Now, I seem to buy more books than I read, thanks to Alibris making it so easy to access numerous independent booksellers across the country. I almost always find what I’m looking for at a decent price. How can I resist? Is it passion or compulsion? I think the latter as I order yet another book, that I am not sure I will find the time to read. They pile up in my office, like the numerous trees still in pots in the nursery.
I rarely get caught up in the shimmer of the little screens, TV or internet. I love the sensual pagey-ness of a book, which was programmed into me so many years ago. I am a slow reader, that mythical reader who reads every word. I wish I weren’t, maybe then I could get through all those books I buy. I almost crave a prolonged illness confining me to bed and books. Fortunately my strong constitution does not allow this. But despite all the constraints of time, mostly manufactured by me, I read and read and read.
I would like to share with you, dear readers, what I’ve been reading. A sort of book report, not reviews. I’ve included pictures of the covers, because although I believe a book cannot be judged by it, as the axiom goes, I love book covers and they say a lot, though sometimes deceivingly so. When I went to my shelves to pull the seven books I’ve read since February, I realized though there was a very horticultural theme that runs through them all they are very different books. From the wisely sentimental The Florist Daughter to the imaginatively philosophical Gardens: An Essay on the Human Condition. From the playfully historic romp of Beans to the personal history of Wildwood. These writers’ responses to the green world though sometimes overlapping were actually quite different.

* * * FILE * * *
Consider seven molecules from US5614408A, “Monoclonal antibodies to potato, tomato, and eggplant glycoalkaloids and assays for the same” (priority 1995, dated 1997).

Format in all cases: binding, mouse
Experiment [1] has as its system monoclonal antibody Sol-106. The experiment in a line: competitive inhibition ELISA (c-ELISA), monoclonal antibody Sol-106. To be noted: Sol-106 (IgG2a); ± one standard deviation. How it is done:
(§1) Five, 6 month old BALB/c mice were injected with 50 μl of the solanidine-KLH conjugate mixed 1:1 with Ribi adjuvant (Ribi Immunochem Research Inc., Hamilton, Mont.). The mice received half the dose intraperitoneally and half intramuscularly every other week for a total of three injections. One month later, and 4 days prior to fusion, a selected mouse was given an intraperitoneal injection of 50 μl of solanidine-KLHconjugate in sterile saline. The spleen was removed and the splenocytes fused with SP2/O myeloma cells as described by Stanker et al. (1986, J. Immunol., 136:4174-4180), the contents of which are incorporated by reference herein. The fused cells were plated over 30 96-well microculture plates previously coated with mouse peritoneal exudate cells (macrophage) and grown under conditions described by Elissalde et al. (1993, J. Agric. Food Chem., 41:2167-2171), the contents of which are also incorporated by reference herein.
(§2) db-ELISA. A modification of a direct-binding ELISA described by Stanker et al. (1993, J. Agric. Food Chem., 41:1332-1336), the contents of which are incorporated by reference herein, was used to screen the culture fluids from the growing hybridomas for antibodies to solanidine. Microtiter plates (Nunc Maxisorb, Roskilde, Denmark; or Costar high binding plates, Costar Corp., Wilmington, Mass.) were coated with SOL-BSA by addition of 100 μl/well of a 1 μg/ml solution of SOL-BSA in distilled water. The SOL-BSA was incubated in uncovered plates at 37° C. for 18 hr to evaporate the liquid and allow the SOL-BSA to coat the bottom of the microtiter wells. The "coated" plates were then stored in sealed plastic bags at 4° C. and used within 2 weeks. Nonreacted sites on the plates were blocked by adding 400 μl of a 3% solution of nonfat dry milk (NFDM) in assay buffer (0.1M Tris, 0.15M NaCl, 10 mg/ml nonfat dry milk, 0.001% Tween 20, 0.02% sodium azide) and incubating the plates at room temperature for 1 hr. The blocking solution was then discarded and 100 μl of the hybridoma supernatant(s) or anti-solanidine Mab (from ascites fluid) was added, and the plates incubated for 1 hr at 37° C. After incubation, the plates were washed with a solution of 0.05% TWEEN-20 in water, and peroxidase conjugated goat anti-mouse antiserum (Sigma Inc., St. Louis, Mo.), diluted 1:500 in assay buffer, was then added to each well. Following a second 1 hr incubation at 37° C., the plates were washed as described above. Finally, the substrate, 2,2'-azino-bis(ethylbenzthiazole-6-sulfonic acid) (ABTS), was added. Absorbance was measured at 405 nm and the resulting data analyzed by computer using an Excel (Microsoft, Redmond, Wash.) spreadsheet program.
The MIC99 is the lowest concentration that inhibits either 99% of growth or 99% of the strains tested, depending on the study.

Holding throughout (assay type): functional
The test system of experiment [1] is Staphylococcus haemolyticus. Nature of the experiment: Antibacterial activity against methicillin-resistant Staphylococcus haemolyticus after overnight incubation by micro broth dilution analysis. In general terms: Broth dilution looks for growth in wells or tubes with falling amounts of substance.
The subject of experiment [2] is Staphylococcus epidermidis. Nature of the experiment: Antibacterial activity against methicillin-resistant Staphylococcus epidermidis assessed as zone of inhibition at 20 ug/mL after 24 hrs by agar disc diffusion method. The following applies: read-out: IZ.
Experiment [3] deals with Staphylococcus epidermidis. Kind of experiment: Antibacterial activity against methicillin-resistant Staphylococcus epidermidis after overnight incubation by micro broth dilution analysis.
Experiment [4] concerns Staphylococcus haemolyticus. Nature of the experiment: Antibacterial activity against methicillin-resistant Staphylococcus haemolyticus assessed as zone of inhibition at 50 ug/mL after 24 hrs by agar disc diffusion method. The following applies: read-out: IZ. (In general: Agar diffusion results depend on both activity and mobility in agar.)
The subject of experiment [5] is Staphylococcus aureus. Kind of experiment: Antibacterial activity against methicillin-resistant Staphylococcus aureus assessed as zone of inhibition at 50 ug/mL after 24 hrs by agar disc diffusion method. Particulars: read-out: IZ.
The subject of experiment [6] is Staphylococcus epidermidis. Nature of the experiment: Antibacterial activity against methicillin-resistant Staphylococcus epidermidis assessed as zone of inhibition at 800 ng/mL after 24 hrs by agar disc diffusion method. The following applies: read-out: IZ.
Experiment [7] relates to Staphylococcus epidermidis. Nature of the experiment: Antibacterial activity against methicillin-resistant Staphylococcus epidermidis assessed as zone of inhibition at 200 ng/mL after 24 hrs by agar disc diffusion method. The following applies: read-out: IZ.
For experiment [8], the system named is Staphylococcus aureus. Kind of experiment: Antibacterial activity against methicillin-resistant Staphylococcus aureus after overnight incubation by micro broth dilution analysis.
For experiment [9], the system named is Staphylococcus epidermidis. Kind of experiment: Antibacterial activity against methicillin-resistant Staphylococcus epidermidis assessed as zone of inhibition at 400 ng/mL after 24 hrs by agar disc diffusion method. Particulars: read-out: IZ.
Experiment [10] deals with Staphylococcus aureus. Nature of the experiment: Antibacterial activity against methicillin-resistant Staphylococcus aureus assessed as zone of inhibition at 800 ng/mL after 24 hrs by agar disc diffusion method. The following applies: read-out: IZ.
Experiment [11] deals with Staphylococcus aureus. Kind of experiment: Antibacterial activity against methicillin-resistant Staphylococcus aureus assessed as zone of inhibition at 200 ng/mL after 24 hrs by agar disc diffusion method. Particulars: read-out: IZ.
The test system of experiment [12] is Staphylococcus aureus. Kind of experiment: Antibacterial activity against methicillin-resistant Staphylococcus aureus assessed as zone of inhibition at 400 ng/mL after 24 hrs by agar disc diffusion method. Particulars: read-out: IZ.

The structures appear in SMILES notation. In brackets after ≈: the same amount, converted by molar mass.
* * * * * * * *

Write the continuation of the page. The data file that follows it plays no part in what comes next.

This list does not include all the reference books I use throughout the first half of the year for pruning and planting information, nor while researching for my column in “Garden Notes”, nor bird and wild flower guidebooks I use. Literally thousands of books go through my hands each year in my constant search and research.